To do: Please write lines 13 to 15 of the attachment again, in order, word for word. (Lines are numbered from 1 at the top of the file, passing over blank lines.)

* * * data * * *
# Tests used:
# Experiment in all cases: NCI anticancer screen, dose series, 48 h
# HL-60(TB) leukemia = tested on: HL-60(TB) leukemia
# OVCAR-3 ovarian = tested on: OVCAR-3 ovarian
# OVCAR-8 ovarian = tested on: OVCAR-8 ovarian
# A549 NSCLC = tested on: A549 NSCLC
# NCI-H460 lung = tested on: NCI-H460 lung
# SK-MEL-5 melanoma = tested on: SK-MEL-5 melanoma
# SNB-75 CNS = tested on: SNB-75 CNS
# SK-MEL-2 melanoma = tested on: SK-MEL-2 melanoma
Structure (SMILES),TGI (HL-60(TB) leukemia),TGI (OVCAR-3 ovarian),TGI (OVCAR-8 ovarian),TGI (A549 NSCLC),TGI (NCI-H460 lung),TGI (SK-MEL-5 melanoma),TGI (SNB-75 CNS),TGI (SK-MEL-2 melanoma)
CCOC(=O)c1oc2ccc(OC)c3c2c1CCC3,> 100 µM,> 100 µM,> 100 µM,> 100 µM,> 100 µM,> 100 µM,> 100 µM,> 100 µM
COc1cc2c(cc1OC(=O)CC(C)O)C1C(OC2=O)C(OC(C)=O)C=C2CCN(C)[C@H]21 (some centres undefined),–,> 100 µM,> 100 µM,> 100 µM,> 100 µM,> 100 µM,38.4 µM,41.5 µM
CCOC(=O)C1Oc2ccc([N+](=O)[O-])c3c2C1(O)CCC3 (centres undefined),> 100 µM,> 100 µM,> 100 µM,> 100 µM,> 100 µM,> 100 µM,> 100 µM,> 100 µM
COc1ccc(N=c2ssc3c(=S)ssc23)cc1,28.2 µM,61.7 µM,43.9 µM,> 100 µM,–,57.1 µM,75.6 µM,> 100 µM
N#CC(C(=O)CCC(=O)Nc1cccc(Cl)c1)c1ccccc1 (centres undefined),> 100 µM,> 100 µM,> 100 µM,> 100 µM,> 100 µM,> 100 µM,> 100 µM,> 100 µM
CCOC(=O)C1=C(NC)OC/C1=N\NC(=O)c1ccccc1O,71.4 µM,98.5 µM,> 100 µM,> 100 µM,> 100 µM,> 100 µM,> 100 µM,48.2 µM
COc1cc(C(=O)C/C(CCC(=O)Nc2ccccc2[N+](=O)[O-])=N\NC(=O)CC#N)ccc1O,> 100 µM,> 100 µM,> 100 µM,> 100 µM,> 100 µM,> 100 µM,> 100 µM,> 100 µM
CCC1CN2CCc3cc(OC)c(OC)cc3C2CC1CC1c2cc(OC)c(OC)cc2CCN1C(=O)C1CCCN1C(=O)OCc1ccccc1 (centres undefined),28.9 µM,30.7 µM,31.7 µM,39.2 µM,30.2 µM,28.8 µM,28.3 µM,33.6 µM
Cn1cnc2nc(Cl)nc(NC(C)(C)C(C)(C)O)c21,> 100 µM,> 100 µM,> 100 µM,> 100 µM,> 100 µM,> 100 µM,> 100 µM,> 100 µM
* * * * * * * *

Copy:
COc1cc2c(cc1OC(=O)CC(C)O)C1C(OC2=O)C(OC(C)=O)C=C2CCN(C)[C@H]21 (some centres undefined),–,> 100 µM,> 100 µM,> 100 µM,> 100 µM,> 100 µM,38.4 µM,41.5 µM
CCOC(=O)C1Oc2ccc([N+](=O)[O-])c3c2C1(O)CCC3 (centres undefined),> 100 µM,> 100 µM,> 100 µM,> 100 µM,> 100 µM,> 100 µM,> 100 µM,> 100 µM
COc1ccc(N=c2ssc3c(=S)ssc23)cc1,28.2 µM,61.7 µM,43.9 µM,> 100 µM,–,57.1 µM,75.6 µM,> 100 µM